Govt squandered opportunity to constructively respond to US- Ramkarran

Last Updated on Sunday, 6 July 2014, 22:59 by GxMedia

Ralph Ramkarran

Former Executive Member of the governing People’s Progressive Party (PPP), Ralph Ramkarran believes that the President Ramotar administration has missed a good opportunity to respond specfically to the United States’ (US) calls and criticisms for not holding local government elections.

Less than one week before American Ambassador to Guyana, Brent Hatrdt wrapped up his three-year tour of duty here, he pointed to glaring inconsistencies and excuses that President Donald Ramotar, the PPP and its General Secretary, Clement Rohee have offered for not holding the polls last held in 1994.

Rather than responding Hardt, the administration delegated Acting Foreign Minister, Priya Manickchand to go to Hardt’s residence where he was hosting a US Independence Day reception and delivered a stinging undiplomatic review of the Ambassador’s tenure in Guyana. Ramkarran believes that government erred by not seizing the moment to explain its position. “By relying on ‘feral’ responses by an invited ‘warrior’ to the Ambassador’s home, the President lost the opportunity of defending his position, which he is quite capable of doing. While the Ambassador’s public remarks about the President’s inconsistencies may not be usual, public figures are expected to defend themselves, which is what the Ambassador no doubt expected,” said Ramkarran in his weekly column on Conversation Tree.(

He believed that if  PPP Founder Leader and President,  Cheddi Jagan would have used the bilateral route of speaking with the American envoy. I try to think of what Cheddi Jagan would have done. Never, ever, taking criticism personally, being offended by it or being confrontational or personal, he would have first engaged the Ambassador by telephone as he often did. Then, if necessary, he would have made a public response to the issue,” he said.

With the need for the Guyana government to call local government elections part of the US’ foreign policy posture towards Guyana, the former PPP Executive Committee member does not believe that the calls would go away easily.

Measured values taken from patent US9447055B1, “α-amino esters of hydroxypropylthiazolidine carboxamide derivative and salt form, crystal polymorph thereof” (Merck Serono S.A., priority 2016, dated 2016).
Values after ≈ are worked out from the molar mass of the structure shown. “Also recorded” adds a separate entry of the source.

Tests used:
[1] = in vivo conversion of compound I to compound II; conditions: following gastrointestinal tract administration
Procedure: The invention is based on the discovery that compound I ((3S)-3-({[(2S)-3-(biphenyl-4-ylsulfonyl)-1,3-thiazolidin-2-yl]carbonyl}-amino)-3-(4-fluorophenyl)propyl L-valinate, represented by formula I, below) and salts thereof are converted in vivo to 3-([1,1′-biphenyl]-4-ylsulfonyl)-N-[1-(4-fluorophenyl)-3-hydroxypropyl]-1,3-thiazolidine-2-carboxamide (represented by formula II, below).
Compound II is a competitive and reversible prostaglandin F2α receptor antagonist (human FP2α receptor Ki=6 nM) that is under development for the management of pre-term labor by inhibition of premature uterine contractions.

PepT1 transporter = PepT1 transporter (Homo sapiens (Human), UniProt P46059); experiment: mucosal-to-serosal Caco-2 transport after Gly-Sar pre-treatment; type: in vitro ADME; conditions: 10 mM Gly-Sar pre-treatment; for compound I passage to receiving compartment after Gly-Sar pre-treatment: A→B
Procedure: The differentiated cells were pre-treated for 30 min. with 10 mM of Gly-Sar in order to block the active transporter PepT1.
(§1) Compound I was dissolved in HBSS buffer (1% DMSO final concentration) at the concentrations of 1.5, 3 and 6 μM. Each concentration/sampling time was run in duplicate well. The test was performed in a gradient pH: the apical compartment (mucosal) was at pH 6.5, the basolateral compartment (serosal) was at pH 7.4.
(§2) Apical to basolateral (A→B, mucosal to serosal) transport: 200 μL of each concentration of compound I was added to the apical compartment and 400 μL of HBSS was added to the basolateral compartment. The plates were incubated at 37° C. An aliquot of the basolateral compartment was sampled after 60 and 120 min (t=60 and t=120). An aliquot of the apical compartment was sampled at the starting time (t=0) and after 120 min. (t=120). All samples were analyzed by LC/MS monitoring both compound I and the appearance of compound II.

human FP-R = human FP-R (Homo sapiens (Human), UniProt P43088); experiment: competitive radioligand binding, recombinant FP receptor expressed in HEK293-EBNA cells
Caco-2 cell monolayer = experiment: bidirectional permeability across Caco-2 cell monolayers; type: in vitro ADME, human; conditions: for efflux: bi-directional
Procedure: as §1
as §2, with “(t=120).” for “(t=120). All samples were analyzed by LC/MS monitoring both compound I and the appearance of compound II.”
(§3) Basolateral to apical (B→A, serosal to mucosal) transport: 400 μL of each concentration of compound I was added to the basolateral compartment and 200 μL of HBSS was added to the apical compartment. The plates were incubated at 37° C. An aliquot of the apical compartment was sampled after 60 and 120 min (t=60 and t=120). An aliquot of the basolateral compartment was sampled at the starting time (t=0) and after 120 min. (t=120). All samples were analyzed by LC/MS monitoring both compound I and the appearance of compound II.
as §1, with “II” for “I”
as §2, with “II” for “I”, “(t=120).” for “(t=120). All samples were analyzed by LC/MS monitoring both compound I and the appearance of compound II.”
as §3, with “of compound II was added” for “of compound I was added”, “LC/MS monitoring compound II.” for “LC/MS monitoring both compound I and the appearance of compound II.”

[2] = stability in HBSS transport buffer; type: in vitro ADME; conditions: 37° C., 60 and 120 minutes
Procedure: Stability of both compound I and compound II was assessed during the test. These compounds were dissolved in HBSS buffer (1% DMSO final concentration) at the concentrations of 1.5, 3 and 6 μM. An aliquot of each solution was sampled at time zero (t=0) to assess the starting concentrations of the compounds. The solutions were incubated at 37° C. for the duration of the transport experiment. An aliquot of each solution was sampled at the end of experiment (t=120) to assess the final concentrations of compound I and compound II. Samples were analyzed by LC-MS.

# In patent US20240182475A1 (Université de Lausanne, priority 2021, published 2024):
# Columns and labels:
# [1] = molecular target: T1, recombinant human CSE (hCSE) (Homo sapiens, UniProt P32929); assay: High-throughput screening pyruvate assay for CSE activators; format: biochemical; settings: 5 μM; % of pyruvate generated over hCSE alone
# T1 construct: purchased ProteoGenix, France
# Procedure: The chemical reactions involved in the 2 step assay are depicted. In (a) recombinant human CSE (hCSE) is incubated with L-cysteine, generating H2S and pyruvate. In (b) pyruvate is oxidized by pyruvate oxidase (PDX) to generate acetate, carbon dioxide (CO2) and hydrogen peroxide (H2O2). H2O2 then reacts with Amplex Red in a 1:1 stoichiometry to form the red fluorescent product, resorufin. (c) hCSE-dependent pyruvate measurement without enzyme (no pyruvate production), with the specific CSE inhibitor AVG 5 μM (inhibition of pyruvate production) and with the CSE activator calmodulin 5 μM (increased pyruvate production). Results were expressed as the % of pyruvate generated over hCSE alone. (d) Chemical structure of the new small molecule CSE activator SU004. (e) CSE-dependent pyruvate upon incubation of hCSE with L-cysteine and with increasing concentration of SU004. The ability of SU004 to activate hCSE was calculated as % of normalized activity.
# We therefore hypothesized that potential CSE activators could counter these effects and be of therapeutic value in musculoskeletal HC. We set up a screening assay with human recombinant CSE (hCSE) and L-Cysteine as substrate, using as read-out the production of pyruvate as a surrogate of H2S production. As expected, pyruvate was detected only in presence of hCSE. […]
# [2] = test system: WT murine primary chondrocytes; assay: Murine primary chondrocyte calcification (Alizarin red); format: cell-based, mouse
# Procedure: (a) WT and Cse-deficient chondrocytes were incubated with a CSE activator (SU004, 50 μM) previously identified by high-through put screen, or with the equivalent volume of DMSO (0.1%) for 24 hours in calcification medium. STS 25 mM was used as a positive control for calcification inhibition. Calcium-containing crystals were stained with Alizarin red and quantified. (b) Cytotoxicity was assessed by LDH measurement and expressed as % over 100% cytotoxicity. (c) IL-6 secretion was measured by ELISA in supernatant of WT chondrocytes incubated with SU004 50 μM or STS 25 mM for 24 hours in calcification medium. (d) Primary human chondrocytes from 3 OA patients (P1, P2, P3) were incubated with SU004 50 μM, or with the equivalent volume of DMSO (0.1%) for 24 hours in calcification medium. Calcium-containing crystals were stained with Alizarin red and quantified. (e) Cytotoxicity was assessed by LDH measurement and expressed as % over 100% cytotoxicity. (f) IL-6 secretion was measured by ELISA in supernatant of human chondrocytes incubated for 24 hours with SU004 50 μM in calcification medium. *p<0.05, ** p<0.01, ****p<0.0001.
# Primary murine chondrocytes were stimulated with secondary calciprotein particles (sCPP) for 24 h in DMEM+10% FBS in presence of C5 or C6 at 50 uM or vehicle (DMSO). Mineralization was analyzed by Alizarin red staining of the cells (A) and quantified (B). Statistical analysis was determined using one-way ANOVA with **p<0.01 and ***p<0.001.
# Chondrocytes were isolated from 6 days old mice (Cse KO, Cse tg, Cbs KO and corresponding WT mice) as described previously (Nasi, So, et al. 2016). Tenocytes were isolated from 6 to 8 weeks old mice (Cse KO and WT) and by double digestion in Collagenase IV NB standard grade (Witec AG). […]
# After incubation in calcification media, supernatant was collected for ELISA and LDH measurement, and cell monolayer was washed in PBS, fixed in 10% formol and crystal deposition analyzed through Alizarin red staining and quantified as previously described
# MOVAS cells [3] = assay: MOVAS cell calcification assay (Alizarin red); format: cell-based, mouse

Ramkarran also observed that it was  who had spearheaded a lobby to the US for Guyana to hold free and fair elections. “Guyana has already accepted the precedent for intervention in its internal affairs in relation to elections,” he said. He recalled that was in 1989 that Jagan had written to US President, George W. Bush urging his support for free and fair elections. Ramkarran recalled that apart from national elections, the PPP fought for local government elections since 1970 when they were last held under the PNC. “If the US is inconsistent, what about Guyana?,” Ramkarran queried.

The former House Speaker remembered President Bush, as if in response but without saying so, expressing the hope to President Hoyte on Republic Day, February 23, 1990, that the elections would be free and fair. He said that message was repeated by the State Department and six Senators later wrote Secretary of State James Baker requesting that US aid be tied to free and fair elections.

According to Ramkarran, President Hoyte’s initial reaction to President Bush’s and the late Senator Edward Kennedy’s letter making the same call was similar to the reaction of the Guyana government today. According to him, Hoyte had stated that he had thrown Senator Kennedy’s letter in the garbage.

Amid an aggressive lobby by the opposition and civil society groups, former US President, Jimmy Carter led a delegation to Guyana. After meeting with Carter and top officials of his Carter Centre, President Hoyte addressed the nation and essentially gave into a number of key opposition demands including the counting of votes at the place of poll that he had only hours before deemed would have been a “logistical nightmare.”

Originally scheduled for 1990, the elections – widely regarded as the first free and fair poll in almost 30 years-were held in 1992. The PPP has ever since then remained in office, losing its parliamentary majority for the first time in the 2011 general and regional election.